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Brake pads are the most important safety feature on a car so it’s vital that you replace them before they wear away. A qualified mechanic will be able to change your brake pads in about an hour but if you want to save money on labour, just order your brake pads from an online car parts supplier and do it yourself. All you need is a car jack and a few basic tools.

How Do Brake Pads Work?

Before you change any car parts on your vehicle, it’s important to understand how they work. On your car there is a circular plate attached to each wheel, known as a brake rotor. When you press the brake pedal, a set of heat-resistant pads, known as brake pads, are pressed against the rotar. The friction causes the wheel to slow down.

How Often Should You Change Your Brake Pads?

These pads eventually wear out, thus reducing your car’s ability to safely slow down. Most brake pads come with a ‘wear indicator’ which is a layer of metal that is revealed as the brake pads wear away. This metal layer scrapes against the rotar and creates a squealing sound when you hit the brake pedal. If you can hear squealing when you hit the brakes, it’s time to change the brake pads. It is recommended that you don’t wait for the squealing noise but instead periodically check the thickness of the brake pads. If any point of the brake pad is less than 0.3cm, it needs to be replaced.


Where Can I Buy Brake Pads?

The best place to buy brake pads is from an online car parts and accessories supplier. Online car products are generally cheaper and will be delivered straight to your door. There are specific brake pads to suit different car makes and models so make sure you choose the correct ones.

What Tools Do You Need?

  • Jack and jack stand
  • Lug wrench
  • C-clamp (or something to retract the piston)
  • Wrench (socket, open end or adjustable)
  • Brake Pads
  • Brake fluid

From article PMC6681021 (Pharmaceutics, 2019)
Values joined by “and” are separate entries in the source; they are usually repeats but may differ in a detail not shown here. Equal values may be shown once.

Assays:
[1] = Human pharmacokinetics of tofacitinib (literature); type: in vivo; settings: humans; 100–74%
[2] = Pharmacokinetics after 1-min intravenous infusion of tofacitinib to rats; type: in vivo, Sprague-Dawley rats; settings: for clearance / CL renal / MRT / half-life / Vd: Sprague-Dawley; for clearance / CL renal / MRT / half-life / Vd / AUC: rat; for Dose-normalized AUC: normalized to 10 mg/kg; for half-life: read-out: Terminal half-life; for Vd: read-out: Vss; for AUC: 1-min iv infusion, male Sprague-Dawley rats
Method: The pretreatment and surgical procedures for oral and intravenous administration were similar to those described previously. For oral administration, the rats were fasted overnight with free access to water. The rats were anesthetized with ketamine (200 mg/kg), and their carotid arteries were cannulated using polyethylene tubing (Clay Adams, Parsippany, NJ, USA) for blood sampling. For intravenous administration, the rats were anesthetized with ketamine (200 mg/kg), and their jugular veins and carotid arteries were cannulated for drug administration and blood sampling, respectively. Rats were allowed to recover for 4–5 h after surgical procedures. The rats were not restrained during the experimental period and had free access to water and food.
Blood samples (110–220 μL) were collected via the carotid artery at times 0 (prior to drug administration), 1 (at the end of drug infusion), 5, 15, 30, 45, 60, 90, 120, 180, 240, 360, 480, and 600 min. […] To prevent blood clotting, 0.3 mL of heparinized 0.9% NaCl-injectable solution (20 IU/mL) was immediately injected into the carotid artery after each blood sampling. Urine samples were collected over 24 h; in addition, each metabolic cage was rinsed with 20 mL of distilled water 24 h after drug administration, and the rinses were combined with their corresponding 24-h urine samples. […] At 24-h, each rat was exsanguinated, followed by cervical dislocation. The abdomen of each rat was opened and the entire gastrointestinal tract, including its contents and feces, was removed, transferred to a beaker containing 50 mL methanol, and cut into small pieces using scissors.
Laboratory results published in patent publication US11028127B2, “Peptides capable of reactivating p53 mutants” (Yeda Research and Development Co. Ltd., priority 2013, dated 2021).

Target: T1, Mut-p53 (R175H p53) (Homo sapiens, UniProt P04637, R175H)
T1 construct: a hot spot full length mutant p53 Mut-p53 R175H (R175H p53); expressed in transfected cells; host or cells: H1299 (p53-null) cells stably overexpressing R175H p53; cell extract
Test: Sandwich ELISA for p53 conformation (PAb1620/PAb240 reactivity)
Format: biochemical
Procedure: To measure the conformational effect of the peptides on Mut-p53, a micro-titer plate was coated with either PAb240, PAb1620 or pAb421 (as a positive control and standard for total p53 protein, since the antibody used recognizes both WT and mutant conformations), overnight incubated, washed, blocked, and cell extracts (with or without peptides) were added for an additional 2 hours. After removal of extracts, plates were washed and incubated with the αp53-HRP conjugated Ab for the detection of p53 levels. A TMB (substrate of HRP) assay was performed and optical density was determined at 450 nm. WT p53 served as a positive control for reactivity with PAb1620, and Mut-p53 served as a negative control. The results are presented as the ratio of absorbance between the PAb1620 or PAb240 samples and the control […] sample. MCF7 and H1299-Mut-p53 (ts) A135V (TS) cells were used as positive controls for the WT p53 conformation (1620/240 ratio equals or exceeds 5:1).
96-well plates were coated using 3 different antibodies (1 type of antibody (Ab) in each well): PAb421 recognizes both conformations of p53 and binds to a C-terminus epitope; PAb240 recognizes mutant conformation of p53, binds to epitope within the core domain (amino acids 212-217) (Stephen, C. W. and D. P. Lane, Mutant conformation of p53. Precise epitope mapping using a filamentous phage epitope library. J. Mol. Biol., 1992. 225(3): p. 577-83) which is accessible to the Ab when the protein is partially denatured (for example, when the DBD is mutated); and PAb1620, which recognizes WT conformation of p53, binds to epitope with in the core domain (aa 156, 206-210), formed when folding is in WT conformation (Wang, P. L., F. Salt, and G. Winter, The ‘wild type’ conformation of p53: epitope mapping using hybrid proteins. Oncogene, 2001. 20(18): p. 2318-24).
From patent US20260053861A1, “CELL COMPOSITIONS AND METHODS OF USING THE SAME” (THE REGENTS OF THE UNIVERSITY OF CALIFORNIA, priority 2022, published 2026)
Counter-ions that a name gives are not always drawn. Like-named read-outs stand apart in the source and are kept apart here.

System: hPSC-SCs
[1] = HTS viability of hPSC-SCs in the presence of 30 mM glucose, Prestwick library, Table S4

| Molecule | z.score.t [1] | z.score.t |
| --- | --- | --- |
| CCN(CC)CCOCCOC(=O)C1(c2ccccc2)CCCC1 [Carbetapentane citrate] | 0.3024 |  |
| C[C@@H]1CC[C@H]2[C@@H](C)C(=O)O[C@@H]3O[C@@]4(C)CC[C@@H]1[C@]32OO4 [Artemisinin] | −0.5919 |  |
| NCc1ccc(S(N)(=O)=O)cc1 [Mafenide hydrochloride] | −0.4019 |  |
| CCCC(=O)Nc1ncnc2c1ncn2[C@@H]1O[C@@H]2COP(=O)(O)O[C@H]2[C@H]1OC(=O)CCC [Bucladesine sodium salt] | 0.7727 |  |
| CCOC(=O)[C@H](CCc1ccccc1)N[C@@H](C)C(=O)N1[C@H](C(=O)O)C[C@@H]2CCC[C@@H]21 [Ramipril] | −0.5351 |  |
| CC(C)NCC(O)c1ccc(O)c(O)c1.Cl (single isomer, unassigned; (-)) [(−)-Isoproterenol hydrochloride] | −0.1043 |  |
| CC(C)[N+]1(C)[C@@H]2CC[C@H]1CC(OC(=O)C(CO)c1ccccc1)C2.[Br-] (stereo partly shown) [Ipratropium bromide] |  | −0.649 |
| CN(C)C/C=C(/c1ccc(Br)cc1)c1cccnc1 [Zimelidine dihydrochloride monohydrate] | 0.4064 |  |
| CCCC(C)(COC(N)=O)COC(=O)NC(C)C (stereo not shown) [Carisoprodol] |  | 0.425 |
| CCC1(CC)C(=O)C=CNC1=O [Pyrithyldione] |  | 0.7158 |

Step 1: Remove the Wheel

Make sure the car has cooled down. Loosen the lug nuts on the wheel and then jack the car up. Place the car on a jack stand. Turn the steering wheel so that the wheel you are working on is angled in a suitable position. Completely remove the lug nuts and the wheel.

Step 2: Lift the Calliper

The brake calliper is held in place using slider bolts. Locate these, loosen them and take them out. Sometimes it is only necessary to take out the lower one. If the slider bolts are stuck, use WD40 to loosen them. The calliper should now lift up.

Step 3: Replace The Brake Pads

Memorise or take a photo of how the brake clips are holding the brake pads in place so that you will know how to replace them later. Remove the clips and slide the old brake pads out. Put the new brake pads in and reinstall the clips. If your brake pads came with new clips then use these instead of the old ones.

Step 4: Retract the pistons

Use a c-clamp to slowly and steadily push the pistons in. The brake fluid level should increase in the brake fluid reservoir; make sure that it does not overflow.

Step 5: Put Everything Back Together

When you close the calliper, ensure that the pistons don’t catch on the brake pads. Put the slider bolts back in and tighten them. Straighten the wheel and put the tyre and lug nuts back on. Lower the car back down and tighten the lug nuts.


This article was written by John Smyth who recommends MicksGarage for online car parts.